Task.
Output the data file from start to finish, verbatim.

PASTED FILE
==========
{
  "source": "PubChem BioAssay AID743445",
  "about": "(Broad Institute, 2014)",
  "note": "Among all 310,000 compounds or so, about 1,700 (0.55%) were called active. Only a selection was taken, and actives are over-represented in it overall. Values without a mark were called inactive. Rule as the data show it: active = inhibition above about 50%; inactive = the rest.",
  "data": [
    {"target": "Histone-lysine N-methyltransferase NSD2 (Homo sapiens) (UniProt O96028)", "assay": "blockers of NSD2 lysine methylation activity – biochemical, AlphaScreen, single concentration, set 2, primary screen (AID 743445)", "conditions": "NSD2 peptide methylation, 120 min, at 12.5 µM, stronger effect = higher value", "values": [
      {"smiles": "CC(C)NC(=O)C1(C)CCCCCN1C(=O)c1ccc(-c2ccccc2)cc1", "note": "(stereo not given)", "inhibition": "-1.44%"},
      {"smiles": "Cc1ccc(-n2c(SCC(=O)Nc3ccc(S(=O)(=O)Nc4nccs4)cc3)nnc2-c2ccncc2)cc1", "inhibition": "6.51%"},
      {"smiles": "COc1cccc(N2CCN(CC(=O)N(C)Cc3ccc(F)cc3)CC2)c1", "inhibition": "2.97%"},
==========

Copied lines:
{
  "source": "PubChem BioAssay AID743445",
  "about": "(Broad Institute, 2014)",
  "note": "Among all 310,000 compounds or so, about 1,700 (0.55%) were called active. Only a selection was taken, and actives are over-represented in it overall. Values without a mark were called inactive. Rule as the data show it: active = inhibition above about 50%; inactive = the rest.",
  "data": [
    {"target": "Histone-lysine N-methyltransferase NSD2 (Homo sapiens) (UniProt O96028)", "assay": "blockers of NSD2 lysine methylation activity – biochemical, AlphaScreen, single concentration, set 2, primary screen (AID 743445)", "conditions": "NSD2 peptide methylation, 120 min, at 12.5 µM, stronger effect = higher value", "values": [
      {"smiles": "CC(C)NC(=O)C1(C)CCCCCN1C(=O)c1ccc(-c2ccccc2)cc1", "note": "(stereo not given)", "inhibition": "-1.44%"},
      {"smiles": "Cc1ccc(-n2c(SCC(=O)Nc3ccc(S(=O)(=O)Nc4nccs4)cc3)nnc2-c2ccncc2)cc1", "inhibition": "6.51%"},
      {"smiles": "COc1cccc(N2CCN(CC(=O)N(C)Cc3ccc(F)cc3)CC2)c1", "inhibition": "2.97%"},